John Burpo1 Enoch Nagelli1 Lauren Morris2 Madeline Ryu1 Jesse Palmer1

1, United States Military Academy, West Point, New York, United States
2, Armament Research, Development, and Engineering Center, Picatinny Arsenal, New Jersey, United States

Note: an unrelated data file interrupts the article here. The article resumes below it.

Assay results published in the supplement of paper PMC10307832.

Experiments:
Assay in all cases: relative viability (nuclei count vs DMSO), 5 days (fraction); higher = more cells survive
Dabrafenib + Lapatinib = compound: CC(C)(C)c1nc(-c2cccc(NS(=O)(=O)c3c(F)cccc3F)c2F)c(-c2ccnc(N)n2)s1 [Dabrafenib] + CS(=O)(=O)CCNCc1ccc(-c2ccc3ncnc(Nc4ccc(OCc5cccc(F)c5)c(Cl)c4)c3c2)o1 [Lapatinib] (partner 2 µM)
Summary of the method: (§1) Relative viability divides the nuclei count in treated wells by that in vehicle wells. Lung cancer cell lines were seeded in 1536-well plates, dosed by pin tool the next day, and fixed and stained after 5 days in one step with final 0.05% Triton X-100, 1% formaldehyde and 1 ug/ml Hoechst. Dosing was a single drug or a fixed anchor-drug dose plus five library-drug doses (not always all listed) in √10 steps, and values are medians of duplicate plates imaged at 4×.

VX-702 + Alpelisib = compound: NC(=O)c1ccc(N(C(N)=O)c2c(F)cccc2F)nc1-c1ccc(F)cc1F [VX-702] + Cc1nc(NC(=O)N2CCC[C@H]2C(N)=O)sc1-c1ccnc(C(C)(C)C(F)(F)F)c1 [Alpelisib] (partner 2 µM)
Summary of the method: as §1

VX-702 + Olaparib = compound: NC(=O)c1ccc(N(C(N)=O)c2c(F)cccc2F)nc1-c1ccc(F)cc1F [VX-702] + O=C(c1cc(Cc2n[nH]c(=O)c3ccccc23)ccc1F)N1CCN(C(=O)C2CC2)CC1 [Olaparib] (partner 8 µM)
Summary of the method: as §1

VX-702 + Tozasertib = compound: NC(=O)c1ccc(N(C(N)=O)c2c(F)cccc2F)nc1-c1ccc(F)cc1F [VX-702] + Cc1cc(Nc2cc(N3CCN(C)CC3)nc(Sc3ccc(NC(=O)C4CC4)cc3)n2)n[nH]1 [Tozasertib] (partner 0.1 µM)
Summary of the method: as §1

Noble metal aerogels that possess high surface area and tunable porosity offer a wide range of catalytic applications. Control over monolith shape, pore size, and ligament diameter is desired in order to tune device integration, electrolyte mass transport properties, electronic conductivity, and mechanical robustness. Aerogel synthesis techniques such as solvent mediated aggregation, linker molecules, sol–gel, hydrothermal, and carbothermal reduction do not offer synthesis control over all desired material properties. Here we present the synthesis of palladium and platinum aerogels using gelatin and carboxymethyl cellulose nanofiber biotemplates for catalysis that provides control over aerogel shape, pore size, conductivity, and elastic modulus. Biotemplate hydrogels were formed via covalent cross linking using glutaraldehyde for gelatin, and 1-ethyl-3-(3-dimethylaminopropyl) carbodiimide hydrochloride (EDC) with a diamine linker molecule for carboxymethylated cellulose nanofibers. Biotemplate hydrogels were incubated in precursor palladium and platinum salts, reduced with sodium borohydride, and rinsed. Final aerogel structures were achieved using super critical point drying. Scanning electron microscopy indicated contiguous three dimensional nanowire structures for both gelatin and carboxymethyl cellulose biotemplated nanowires, and X-ray diffractometry confirmed metal content with no oxide peaks. Gas adsorption, impedance spectroscopy, and cyclic voltammetry were correlated to determine aerogel surface area. A four point probe was used to determine electronic conductivity, and atomic force microscope nanoindentation was used to determine material elastic moduli. Platinum and palladium aerogel catalysis was evaluated for hydrogen adsorption and desorption in 0.5M H2SO4. These self-supporting biotemplated palladium and platinum aerogels are envisioned to offer a flexible synthesis scheme to control shape, porosity, electrical conductivity, and mechanical robustness catalytic, sensing, and energy applications.